The Celtics established what they wanted to for much of regulation though, with Payton Pritchard, Aaron Nesmith, Romeo Langford and Schröder continuing quick entries into the zone. Boston’s bigs gave the ball to Smart and Schröder following rebounds and stops, forcing Brown and Tatum to run ahead to establish the offense ahead of the guards.
Still, Tatum took the offense to an average 8.2 seconds between gaining possession and the eventual Celtics shot in the second quarter. Udoka felt good about the balance the Celtics struck between isolation play and movement offense. Knicks runs through the middle of the game where Randle and Fournier peppered makes and Obi Toppin and Mitchell Robinson flushed runs to the rim limited the number of transition opportunities the Celtics could even attempt.
Fournier fouled Brown in transition to stop an early third quarter attempt, while Tatum tried trailing on a play soon after to free himself. New York face-guarded Tatum later in the game as Udoka leaned more on Smart and Brown on the ball, making it difficult to find his spots. Udoka saw him get frustrated at times.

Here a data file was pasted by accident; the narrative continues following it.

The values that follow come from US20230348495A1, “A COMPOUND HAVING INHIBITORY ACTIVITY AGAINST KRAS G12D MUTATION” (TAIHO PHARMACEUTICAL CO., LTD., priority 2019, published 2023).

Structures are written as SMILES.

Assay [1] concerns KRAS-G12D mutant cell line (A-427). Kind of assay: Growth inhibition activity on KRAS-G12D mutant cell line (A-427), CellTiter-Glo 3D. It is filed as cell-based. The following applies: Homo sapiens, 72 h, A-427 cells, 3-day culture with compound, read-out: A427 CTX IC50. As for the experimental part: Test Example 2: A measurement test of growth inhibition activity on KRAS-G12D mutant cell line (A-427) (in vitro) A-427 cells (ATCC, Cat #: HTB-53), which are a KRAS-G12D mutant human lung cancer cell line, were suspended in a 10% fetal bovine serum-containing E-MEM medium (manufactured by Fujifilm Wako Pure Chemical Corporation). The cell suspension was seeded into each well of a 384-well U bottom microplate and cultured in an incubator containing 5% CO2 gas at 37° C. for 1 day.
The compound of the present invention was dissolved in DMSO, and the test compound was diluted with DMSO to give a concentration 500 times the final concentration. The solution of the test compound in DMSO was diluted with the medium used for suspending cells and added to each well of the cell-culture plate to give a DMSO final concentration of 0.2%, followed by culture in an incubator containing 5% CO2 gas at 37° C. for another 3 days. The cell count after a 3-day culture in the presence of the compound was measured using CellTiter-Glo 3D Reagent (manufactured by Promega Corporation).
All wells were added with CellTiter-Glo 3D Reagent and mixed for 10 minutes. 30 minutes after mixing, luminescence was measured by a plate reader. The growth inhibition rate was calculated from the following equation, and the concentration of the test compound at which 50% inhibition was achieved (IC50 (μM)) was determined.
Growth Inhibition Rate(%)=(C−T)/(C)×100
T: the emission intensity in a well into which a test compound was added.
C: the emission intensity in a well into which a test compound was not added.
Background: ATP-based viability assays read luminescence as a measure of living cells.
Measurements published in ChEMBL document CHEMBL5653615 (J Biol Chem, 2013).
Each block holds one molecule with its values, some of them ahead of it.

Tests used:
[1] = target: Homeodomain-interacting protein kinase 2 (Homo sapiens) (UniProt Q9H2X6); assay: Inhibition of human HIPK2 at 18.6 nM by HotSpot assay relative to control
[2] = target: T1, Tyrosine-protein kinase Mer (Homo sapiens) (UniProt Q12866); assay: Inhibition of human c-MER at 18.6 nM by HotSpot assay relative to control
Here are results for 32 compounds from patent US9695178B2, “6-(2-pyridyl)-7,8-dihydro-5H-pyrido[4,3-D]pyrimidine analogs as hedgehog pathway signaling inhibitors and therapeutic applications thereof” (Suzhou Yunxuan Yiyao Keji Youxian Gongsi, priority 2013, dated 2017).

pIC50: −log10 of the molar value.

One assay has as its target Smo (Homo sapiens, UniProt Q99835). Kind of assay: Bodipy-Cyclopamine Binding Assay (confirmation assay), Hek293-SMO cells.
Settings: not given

“At that point, that’s where he has to become a playmaker and find other guys,” Udoka said.
Then, trailing by 10 early in the fourth, the offense went off the rails. Rose, Toppin and Robinson tortured Pritchard and Schröder to begin the frame. When Smart returned, he entered tunnel vision, staring down the rim on consecutive 10-second possessions. He hit a second-chance three, but otherwise started the fourth 1-for-6 with two turnovers. Udoka needed to call timeout following a possession where he, Brown, Pritchard and Smart struggled to position players where they wanted that ended in an awkward dump-off to Pritchard for a mid-range miss.